Guitar Sessions South Portland ME

Here is a skill for you to learn in order to improve your music skills: while you're improvising with a scale, momentarily move your line a half-step up or down to create tension. If you want to get more details about this method, continue reading to find out how to take some music lessons in South Portland, ME.

Learning Foundation and Performing Arts Charter School
(480) 807-1100
5761 E Brown Rd
Mesa, AZ
Pleasant Hill Music Studios
(925) 676-8400
1200 Contra Costa Blvd Ste B
Pleasant Hill, CA
Abilene Music Studio
(325) 793-1559
4590 Buffalo Gap Rd
Abilene, TX
Anthony Silva Voice & Piano Studio
(818) 508-5422
5903 Irvine Ave
North Hollywood, CA
MacAll's School of Performing Arts
(323) 752-1397
3000 W Manchester Blvd
Inglewood, CA
Kristine's Piano Studio
(215) 513-0500
547 Carriage House Ln
Harleysville, PA
Blake Leopold School of Voice and Piano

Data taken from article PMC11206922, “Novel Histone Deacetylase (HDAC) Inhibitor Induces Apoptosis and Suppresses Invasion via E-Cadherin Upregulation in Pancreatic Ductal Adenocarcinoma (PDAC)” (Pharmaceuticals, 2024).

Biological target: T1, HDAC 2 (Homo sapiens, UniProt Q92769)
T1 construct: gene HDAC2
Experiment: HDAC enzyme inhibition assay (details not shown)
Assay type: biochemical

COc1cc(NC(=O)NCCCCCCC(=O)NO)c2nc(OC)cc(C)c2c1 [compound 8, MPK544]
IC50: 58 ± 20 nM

(813) 253-3339
108 S Armenia Ave
Tampa, FL
Conservatory of Central Illinois
(217) 356-9812
113 S Walnut St
Champaign, IL
Music & Arts Center
(703) 820-3610
5849 Leesburg Pike
Alexandria, VA
Peabody Institute of the Johns Hopkins University
(410) 659-8100
Baltimore, MD


Half-Step Slips By Michael Hoffman

Here's a great way to spice up your solos. The concept is simple: While you're improvising with a scale, momentarily move your line a half-step up or down to create tension. Slipping back to the original scale releases the tension. Moving up or down -- going out -- is easy. Getting back in smoothly takes a little practice.

Outside in. This example illustrates the process. Begin by playing A Dorian (A, B, C, D, E, F, G) over Am7 as notated. Notice how the line shifts to B Dorian (B, C, D, E, F, G, A) on the and of beat four. This tension-producing "half-step higher" state lasts through bar 2, beat three. The F passing tone (labeled PT) adds even more drama within B Dorian. After returning to A Dorian, the line drops to A Dorian (A, B, C, D, E, F, G) for four beats and then rejoins A Dorian for one final note.

Other flavors. Once you've learned this phrase, try giving major and dominant scales the half-step slip. For best results, establish the sound of the inside scale before you move outside -- and be sure to wind up back inside!

Listen to the Example



For more information on scales, chords, progressions, harmony, and MICHAEL HOFFMAN's book Serious Guitar, visit his Web site at


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